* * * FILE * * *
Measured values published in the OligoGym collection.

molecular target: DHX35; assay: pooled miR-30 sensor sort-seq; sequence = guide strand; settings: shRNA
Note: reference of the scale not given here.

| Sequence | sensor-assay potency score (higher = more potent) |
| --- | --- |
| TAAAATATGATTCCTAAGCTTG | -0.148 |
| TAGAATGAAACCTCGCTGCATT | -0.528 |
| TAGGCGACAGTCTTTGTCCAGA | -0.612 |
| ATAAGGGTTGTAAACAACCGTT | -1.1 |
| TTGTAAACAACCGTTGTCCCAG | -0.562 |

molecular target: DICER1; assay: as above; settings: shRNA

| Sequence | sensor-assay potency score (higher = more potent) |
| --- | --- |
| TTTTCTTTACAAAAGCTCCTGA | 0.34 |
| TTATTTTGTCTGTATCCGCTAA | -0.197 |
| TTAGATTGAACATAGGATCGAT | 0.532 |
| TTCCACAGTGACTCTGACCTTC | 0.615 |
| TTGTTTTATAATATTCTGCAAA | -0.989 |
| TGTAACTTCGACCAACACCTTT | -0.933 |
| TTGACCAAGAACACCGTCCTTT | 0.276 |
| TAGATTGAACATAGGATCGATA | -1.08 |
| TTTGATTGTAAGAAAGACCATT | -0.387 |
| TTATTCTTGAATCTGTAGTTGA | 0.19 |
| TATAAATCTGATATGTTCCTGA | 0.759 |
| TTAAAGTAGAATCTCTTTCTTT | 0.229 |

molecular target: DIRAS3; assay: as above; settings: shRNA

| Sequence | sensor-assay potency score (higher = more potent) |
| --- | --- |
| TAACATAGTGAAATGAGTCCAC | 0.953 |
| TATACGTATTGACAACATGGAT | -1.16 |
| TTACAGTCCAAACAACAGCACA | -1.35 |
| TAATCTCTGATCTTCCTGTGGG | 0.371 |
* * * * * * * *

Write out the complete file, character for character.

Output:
Measured values published in the OligoGym collection.

molecular target: DHX35; assay: pooled miR-30 sensor sort-seq; sequence = guide strand; settings: shRNA
Note: reference of the scale not given here.

| Sequence | sensor-assay potency score (higher = more potent) |
| --- | --- |
| TAAAATATGATTCCTAAGCTTG | -0.148 |
| TAGAATGAAACCTCGCTGCATT | -0.528 |
| TAGGCGACAGTCTTTGTCCAGA | -0.612 |
| ATAAGGGTTGTAAACAACCGTT | -1.1 |
| TTGTAAACAACCGTTGTCCCAG | -0.562 |

molecular target: DICER1; assay: as above; settings: shRNA

| Sequence | sensor-assay potency score (higher = more potent) |
| --- | --- |
| TTTTCTTTACAAAAGCTCCTGA | 0.34 |
| TTATTTTGTCTGTATCCGCTAA | -0.197 |
| TTAGATTGAACATAGGATCGAT | 0.532 |
| TTCCACAGTGACTCTGACCTTC | 0.615 |
| TTGTTTTATAATATTCTGCAAA | -0.989 |
| TGTAACTTCGACCAACACCTTT | -0.933 |
| TTGACCAAGAACACCGTCCTTT | 0.276 |
| TAGATTGAACATAGGATCGATA | -1.08 |
| TTTGATTGTAAGAAAGACCATT | -0.387 |
| TTATTCTTGAATCTGTAGTTGA | 0.19 |
| TATAAATCTGATATGTTCCTGA | 0.759 |
| TTAAAGTAGAATCTCTTTCTTT | 0.229 |

molecular target: DIRAS3; assay: as above; settings: shRNA

| Sequence | sensor-assay potency score (higher = more potent) |
| --- | --- |
| TAACATAGTGAAATGAGTCCAC | 0.953 |
| TATACGTATTGACAACATGGAT | -1.16 |
| TTACAGTCCAAACAACAGCACA | -1.35 |
| TAATCTCTGATCTTCCTGTGGG | 0.371 |